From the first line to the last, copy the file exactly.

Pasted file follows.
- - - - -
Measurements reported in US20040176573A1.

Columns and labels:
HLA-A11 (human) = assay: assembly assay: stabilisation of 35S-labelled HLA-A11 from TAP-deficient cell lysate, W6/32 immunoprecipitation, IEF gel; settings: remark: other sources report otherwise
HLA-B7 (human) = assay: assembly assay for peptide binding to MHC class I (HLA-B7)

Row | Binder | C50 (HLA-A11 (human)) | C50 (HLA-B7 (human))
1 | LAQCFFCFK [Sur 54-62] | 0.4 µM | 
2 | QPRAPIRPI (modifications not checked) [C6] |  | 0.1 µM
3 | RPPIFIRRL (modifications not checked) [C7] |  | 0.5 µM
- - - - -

Measurements reported in US20040176573A1.

Columns and labels:
HLA-A11 (human) = assay: assembly assay: stabilisation of 35S-labelled HLA-A11 from TAP-deficient cell lysate, W6/32 immunoprecipitation, IEF gel; settings: remark: other sources report otherwise
HLA-B7 (human) = assay: assembly assay for peptide binding to MHC class I (HLA-B7)

Row | Binder | C50 (HLA-A11 (human)) | C50 (HLA-B7 (human))
1 | LAQCFFCFK [Sur 54-62] | 0.4 µM | 
2 | QPRAPIRPI (modifications not checked) [C6] |  | 0.1 µM
3 | RPPIFIRRL (modifications not checked) [C7] |  | 0.5 µM